Charcot-Marie-Tooth disease type 1A (CMT1A) is the most common inherited motor and sensory neuropathy, and is caused by duplication of PMP22, alterations of which are a characteristic feature of demyelination. The clinical phenotype of CMT1A is determined by the degree of axonal loss, and patients suffer from progressive muscle weakness and impaired sensation. Therefore, we investigated the potential of Schwann-like cells differentiated from human tonsil-derived stem cells (T-MSCs) for use in neuromuscular regeneration in trembler-J (Tr-J) mice, a model of CMT1A. After differentiation, we confirmed the increased expression of Schwann cell (SC) markers, including glial fibrillary acidic protein (GFAP), nerve growth factor receptor (NGFR), S100 calcium-binding protein B (S100B), glial cell-derived neurotrophic factor (GDNF), and brain-derived neurotrophic factor (BDNF), which suggests the differentiation of T-MSCs into SCs (T-MSC-SCs). To test their functional efficiency, the T-MSC-SCs were transplanted into the caudal thigh muscle of Tr-J mice. Recipients’ improved locomotive activity on a rotarod test, and their sciatic function index, which suggests that transplanted T-MSC-SCs ameliorated demyelination and atrophy of nerve and muscle in Tr-J mice. Histological and molecular analyses showed the possibility of in situ remyelination by T-MSC-SCs transplantation. These findings demonstrate that the transplantation of heterologous T-MSC-SCs induced neuromuscular regeneration in mice and suggest they could be useful for the therapeutic treatment of patients with CMT1A disease.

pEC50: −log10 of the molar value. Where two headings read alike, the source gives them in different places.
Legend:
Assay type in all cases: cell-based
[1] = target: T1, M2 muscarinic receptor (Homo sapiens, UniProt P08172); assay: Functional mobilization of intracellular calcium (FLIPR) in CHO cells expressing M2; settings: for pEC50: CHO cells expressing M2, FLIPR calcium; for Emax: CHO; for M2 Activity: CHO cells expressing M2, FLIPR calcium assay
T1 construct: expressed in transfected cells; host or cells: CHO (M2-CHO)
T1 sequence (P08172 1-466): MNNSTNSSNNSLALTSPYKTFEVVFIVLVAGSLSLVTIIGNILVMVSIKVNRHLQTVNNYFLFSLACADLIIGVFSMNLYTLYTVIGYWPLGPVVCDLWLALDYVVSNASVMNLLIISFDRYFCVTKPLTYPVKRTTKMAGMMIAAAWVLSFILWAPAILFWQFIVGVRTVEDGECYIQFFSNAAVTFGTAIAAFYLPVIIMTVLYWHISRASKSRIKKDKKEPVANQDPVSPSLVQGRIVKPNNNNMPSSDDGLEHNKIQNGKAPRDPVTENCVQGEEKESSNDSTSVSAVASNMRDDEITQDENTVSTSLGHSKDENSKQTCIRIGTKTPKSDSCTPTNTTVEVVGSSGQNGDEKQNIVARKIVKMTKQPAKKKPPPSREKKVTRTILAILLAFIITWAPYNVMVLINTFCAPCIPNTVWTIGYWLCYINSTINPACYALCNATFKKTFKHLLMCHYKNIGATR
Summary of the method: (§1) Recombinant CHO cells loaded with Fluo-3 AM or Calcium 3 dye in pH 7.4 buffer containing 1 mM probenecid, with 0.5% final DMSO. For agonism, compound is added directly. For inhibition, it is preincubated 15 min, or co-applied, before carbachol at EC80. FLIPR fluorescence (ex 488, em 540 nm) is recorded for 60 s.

- Charcot-Marie-Tooth disease type 1a
- Neuromuscular regeneration
- Schwann cells
- Tonsil-derived mesenchymal stem cells